Mainstream media have a tendency to report on controversies or negative stories surrounding video games and blame them for violence, obesity, injuries, addiction, social isolation and aggressive behaviour in young people (Bourgonjon, 2011). Video games are part of popular culture, designed for leisure and entertainment, and not intentionally designed for learning (Becker, 2011). They are also commonly referred to in the education community as commercial-off-the-shelf (COTS) digital games. COTS games are not designed for teaching but are increasingly utilised for game based learning (Van Eck, 2006) because they incorporate learning principles. Video games such as these attract persuasive and sometimes sensationalist commentary in the mainstream media that can influence the views of educators on the legitimacy of video games for learning. Another concern that surrounds video games is that of commercialisation, monetisation and the impact advertising may have on young people. The video game industry is a commercial industry and therefore markets its games and merchandise directly to young people for economic reasons (Ulicsak & Williamson, 2010) and this worries some educators. Excessive screen time and calls for limits to be placed on the amount of time young people spend using screen based technologies has become an issue with ubiquitous mobile devices. Balancing screen time between informal and formal learning causes some debate amongst parents and teachers. For educators that are unfamiliar with video games these negative mass media messages may be the only ones they are receiving about video games (Kirsch, 2014) and make them nervous of GBL.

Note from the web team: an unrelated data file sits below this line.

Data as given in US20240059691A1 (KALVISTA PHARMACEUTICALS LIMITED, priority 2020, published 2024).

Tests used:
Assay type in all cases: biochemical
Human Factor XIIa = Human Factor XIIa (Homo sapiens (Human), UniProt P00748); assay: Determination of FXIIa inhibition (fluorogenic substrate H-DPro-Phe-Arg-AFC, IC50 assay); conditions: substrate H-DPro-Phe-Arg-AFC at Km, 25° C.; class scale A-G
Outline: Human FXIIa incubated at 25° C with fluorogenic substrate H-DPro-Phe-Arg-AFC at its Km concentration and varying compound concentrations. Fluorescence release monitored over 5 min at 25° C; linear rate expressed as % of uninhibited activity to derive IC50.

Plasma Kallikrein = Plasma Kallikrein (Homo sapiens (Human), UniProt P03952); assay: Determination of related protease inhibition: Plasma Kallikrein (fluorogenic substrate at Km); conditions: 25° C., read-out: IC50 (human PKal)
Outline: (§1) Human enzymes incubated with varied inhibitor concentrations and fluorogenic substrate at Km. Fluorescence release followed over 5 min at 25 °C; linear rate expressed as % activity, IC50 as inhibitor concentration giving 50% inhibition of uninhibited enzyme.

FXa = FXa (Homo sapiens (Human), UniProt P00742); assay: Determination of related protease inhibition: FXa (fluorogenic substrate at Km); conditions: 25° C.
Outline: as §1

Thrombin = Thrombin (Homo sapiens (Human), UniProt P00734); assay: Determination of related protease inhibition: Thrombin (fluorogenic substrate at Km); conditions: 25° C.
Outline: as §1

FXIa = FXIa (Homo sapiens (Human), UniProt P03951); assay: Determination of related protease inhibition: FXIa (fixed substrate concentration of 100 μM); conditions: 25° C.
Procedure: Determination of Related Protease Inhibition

The types of digital games available today are diverse. Educational games are designed to support teaching and learning with clear educational goals in mind. Educational games include edutainment games, serious games, simulations and epistemic games (Ulicsak & Williamson, 2010). Edutainment games were trailblazers in the early days of digital games but their reputation suffered when they failed to progress and engage players to the same extent as COTS games (Habgood & Ainsworth, 2011). Fun and learning were viewed by some game designers as being diametrically opposed and entertainment elements were considered necessary to make the learning palatable. The failure of many edutainment games is attributed to lack of intrinsic motivation, drill and skill learning principles, simple play, small budgets (Becker, 2010) and commercial interests taking precedence over educational theories (Squire & Patterson, 2011). These games rely on repetition and are based on behaviourist learning theory where learning is only transmitted (Ulicsak & Williamson, 2010). Sometimes these games are good learning tools but as games they are mediocre (Van Eck, 2006). Educators should be aware that a bad experience with one game should not be generalised to all games. Careful selection of games and alignment with chosen pedagogy is the key.